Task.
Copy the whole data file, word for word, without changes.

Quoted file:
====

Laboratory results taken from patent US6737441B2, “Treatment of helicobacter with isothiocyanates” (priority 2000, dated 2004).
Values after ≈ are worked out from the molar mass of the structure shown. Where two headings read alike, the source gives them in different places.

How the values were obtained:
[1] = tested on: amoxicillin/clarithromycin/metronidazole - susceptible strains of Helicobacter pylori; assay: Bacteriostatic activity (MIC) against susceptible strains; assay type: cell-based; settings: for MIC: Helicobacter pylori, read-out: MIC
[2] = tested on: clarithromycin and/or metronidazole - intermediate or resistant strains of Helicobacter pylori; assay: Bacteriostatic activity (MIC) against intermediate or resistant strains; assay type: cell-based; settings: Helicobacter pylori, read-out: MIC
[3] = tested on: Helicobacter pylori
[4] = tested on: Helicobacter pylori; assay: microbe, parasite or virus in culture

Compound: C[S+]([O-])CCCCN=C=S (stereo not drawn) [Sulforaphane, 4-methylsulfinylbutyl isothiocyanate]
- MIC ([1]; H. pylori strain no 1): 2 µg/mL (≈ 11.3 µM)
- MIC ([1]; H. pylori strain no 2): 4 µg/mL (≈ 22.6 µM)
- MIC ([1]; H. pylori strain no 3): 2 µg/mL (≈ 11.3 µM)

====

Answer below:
Laboratory results taken from patent US6737441B2, “Treatment of helicobacter with isothiocyanates” (priority 2000, dated 2004).
Values after ≈ are worked out from the molar mass of the structure shown. Where two headings read alike, the source gives them in different places.

How the values were obtained:
[1] = tested on: amoxicillin/clarithromycin/metronidazole - susceptible strains of Helicobacter pylori; assay: Bacteriostatic activity (MIC) against susceptible strains; assay type: cell-based; settings: for MIC: Helicobacter pylori, read-out: MIC
[2] = tested on: clarithromycin and/or metronidazole - intermediate or resistant strains of Helicobacter pylori; assay: Bacteriostatic activity (MIC) against intermediate or resistant strains; assay type: cell-based; settings: Helicobacter pylori, read-out: MIC
[3] = tested on: Helicobacter pylori
[4] = tested on: Helicobacter pylori; assay: microbe, parasite or virus in culture

Compound: C[S+]([O-])CCCCN=C=S (stereo not drawn) [Sulforaphane, 4-methylsulfinylbutyl isothiocyanate]
- MIC ([1]; H. pylori strain no 1): 2 µg/mL (≈ 11.3 µM)
- MIC ([1]; H. pylori strain no 2): 4 µg/mL (≈ 22.6 µM)
- MIC ([1]; H. pylori strain no 3): 2 µg/mL (≈ 11.3 µM)